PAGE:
So Paul learned the truth and taught us in the Roman letter that there is a "principle that evil is present in me," a "law of sin which is in my members." That is why Paul was at times ineffective in his efforts for Christ. There was a part of him which practiced evil, but also a part of him which wished to do good. In this dichotomy, Paul referred to two different parts of his being. His "joyful concurrence with the law of God" was in his "inner man." His "practice of evil" was "in the members of his body." The "inner man" which wished in his "newness of life" to do good, consisted of his unseen spiritual parts, his soul and his spirit. The "members of his body" which he inherited from Adam consisted simply of his fleshly body. (Paul wrote in I Thessalonians 5:23 of the complete person as consisting of "spirit and soul and body.")

Paul mentioned, in these verses, two diverse "laws". One was "the law of God in the inner man", which he also referred to as the "law of my mind". The other was "the law of sin which is in my members," which he also referred to as "the principle that evil is present in me." Until chapter 7 Paul had mentioned only two "laws." Both were "laws" of God, the "Law of Moses" which God gave to the Jews, and the "law written in the heart" which God gave to all mankind outside of Judaism. Then, in chapter 7 Paul mentioned these two diverse "laws." In every case the Greek word Paul used for "law" was NOMOS, meaning "a law" or "ordinance." It has been translated "law" in almost every case. In the New American Standard Version of the New Testament, NOMOS was translated in Romans 7:21 as "principle." What was the relationship of the diverse "laws" of Romans 7:21-23 to God's law for the Jews and the Gentiles?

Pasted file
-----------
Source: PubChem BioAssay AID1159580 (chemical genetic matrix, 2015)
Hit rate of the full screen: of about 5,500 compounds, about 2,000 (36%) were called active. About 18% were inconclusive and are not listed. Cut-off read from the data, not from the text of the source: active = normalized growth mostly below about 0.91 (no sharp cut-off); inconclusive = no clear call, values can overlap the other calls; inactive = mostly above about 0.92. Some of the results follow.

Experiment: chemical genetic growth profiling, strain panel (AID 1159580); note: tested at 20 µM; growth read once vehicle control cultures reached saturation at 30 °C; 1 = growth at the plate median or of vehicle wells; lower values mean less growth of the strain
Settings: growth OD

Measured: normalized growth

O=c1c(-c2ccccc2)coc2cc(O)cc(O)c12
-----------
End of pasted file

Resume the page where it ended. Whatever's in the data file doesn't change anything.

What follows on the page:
It appears that the expressions "law of God in the inner man" and "law of my mind" found in Romans 7:22-23 were references to the laws God gave to govern and lead mankind, the Jewish Law and the Gentile law already dealt with extensively in the Roman letter. However, the expressions "the principle that evil is present in me" and "the law of sin in my members" referred to an ordinance diametrically opposed to the laws God gave to mankind to lead them. These latter expressions concerning "evil" and "sin" referred, apparently, to the "sin principle" to which Paul has referred with the singular word "sin" in that portion of the Roman letter after chapter 5, verse 12. Before chapter 5 verse 12 Paul wrote of sins (plural) which people had committed in the past and which were forgiven by God through the blood of Christ. After chapter 5 verse 12 Paul wrote of sin (singular) as a principle which makes us go on sinning even after we have been forgiven of our past sins. In chapter 7 Paul made the "sin principle" very clear by actually calling it a "law" or a "principle" with which people must deal in their lives.